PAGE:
0211-11: New York Times Crossword Answers 11 Feb 11, Friday

Quicklinks:
The full solution to today’s crossword that appears in the New York Times
The full solution to today’s SYNDICATED New York Times crossword that appears in all other publications


CROSSWORD SETTER: Adam Cohen
THEME: None
COMPLETION TIME: 34m 31s
ANSWERS I MISSED: 0

Today’s Wiki-est, Amazonian Googlies
Across
STEPHEN REA 16X20 B&W PHOTO1. Loser to Al Pacino for Best Actor of 1992 : STEPHEN REA
Stephen Rea is an Irish actor, whose most famous role was that of the “retired” IRA man in the brilliant 1992 film “The Crying Game”. He also starred in the chilling movie “Stuck”, a 2007 film that is based on a true story about a woman who commits a hit and run on a homeless man. The woman leaves the scene of the crime with the victim still “stuck” in her windshield. The woman leaves the man to die in her garage. Chilling, eh? But as I said, a true story …

AL PACINO 8X10 COLOR PHOTOAl Pacino won the Best Actor Oscar in 1992 for his performance in “Scent of a Woman”.

17. Paparazzi targets : GLITTERATI
The glitterati are the fashionable celebrities. “Glitterati” is a melding of the words “glitter” and “literati”.

18. Scratch : KALE
“Scratch” and “kale” are slang words for “money”.

19. Two out of twenty? : TEES
There are two letters T in the word “twenty”.

21. “Let’s Cook It Right” author Davis : ADELLE
Adelle Davis was a pioneering author in the world of nutrition. Back in the mid-1900s she was preaching that we should eat whole foods, should avoid food additives and that nutrition was the most important factor in maintaining health. Smart woman …

23. “She ___ Dian’s wit”: Romeo : HATH
In Shakespeare’s “Romeo and Juliet”, Romeo says, “She’ll not be hit/With Cupid’s arrow. She hath Dian’s wit.” Romeo isn’t talking about Juliet here, but instead he is referring to another girl from the Capulet household, Rosaline, in whom he was infatuated before meeting Juliet.

Fathead Florida Gators Logo Wall Decal26. Sunshine State athletes : GATORS
The Florida Gators are the sports teams of the University of Florida, located in Gainesville. Sometimes the female teams are called the “Lady Gators”, and all of the fans make up the “Gator Nation”.

29. “Antigonae” opera composer : ORFF
Carl Orff was a German composer whose most famous piece of music is the dramatic cantata from 1937, “Carmina Burana”.

President Barack Obama Portrait 8x10 Photo30. Honest ___ (drink brand) : ADE
Honest Ade is a brand of beverage made by the Honest Tea company of Bethesda, Maryland. According to “The New York Times”, Honest Tea is President Obama’s favorite non-alcoholic beverage.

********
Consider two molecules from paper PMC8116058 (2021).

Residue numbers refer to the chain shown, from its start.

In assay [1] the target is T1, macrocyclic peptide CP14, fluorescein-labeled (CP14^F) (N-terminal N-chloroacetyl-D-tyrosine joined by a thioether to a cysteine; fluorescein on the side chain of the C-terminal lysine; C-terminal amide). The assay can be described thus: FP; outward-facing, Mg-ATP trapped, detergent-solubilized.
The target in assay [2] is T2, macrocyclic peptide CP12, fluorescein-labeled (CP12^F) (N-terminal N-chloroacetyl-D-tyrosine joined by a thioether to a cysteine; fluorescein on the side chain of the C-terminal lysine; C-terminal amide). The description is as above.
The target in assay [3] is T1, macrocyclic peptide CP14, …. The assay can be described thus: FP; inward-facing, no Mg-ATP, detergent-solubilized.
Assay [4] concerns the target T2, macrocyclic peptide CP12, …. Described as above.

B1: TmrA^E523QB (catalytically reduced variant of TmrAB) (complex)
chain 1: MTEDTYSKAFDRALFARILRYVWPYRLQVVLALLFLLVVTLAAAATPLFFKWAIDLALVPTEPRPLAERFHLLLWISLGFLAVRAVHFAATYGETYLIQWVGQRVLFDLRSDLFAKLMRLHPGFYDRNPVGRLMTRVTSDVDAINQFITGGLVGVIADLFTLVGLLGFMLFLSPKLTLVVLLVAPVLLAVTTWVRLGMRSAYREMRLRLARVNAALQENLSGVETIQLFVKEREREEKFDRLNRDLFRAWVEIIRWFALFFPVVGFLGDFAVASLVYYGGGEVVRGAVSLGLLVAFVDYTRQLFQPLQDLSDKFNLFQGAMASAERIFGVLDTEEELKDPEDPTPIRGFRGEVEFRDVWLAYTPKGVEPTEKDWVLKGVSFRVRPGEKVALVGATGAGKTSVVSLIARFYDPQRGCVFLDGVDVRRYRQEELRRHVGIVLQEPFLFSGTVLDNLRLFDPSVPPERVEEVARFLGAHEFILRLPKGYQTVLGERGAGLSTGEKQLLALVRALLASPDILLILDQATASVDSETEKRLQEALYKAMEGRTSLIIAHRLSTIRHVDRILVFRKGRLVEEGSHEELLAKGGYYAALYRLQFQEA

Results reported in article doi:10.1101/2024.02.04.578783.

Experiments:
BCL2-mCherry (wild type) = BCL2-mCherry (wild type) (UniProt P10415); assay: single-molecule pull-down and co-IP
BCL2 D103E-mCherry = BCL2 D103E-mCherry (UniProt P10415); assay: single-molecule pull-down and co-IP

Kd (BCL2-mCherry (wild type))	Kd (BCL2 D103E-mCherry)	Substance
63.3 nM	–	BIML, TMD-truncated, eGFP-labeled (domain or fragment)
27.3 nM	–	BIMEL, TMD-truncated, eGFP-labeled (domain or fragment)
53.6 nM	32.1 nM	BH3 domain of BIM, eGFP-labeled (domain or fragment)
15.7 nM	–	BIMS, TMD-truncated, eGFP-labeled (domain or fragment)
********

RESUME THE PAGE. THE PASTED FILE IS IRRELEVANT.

33. Référendum vote : NON
In France a referendum (référendum) leads to votes of yes or no (oui ou non).

35. Group seen in late-night hours? : AEIOU
All the vowels AEIOU are seen in order in the expression “late-night hours”.

37. Onetime communications giant : ITT
International Telephone & Telegraph was formed in 1920 from the Puerto Rico Telephone Company. ITT divested its telecommunications business in 1986, today the company is known for its products in the field of water and fluids management, as well motion and flow control.

38. Pesäpallo is their national sport : FINNS
Pesäpallo is the national sport of Finland, a baseball-like game introduced in 1920.

Derek Jeter: A Biography39. He broke Gehrig’s 70-year all-time hits record : JETER
Derek Jeter has played his entire professional baseball career with the New York Yankees, and is the team’s captain.

Borat - Cultural Learnings of America for Make Benefit Glorious Nation of Kazakhstan (Widescreen Edition)41. TV persona giving prank interviews : ALI G
Ali G is a fictional character created by British comedian Sacha Baron Cohen. Baron Cohen achieved international fame playing another of his personae, Borat, the protagonist in the 2006 movie “Borat: Cultural Learnings of America for Make Benefit Glorious Nation of Kazakhstan”.

42. They’re not allowed to travel : CAGERS
In the early days of basketball, when a ball went out of bounds possession was awarded to the player who first retrieved the ball. This led to mad scuffles off the court, often involving spectators. As the game became more organized courts were routinely “caged”, largely because of this out of bounds rule, to limit interaction with the crowd. So basketball players are sometimes referred to as “cagers”. Quite sensibly, the out of bounds rule was changed …

45. Protein-rich seed : SOYA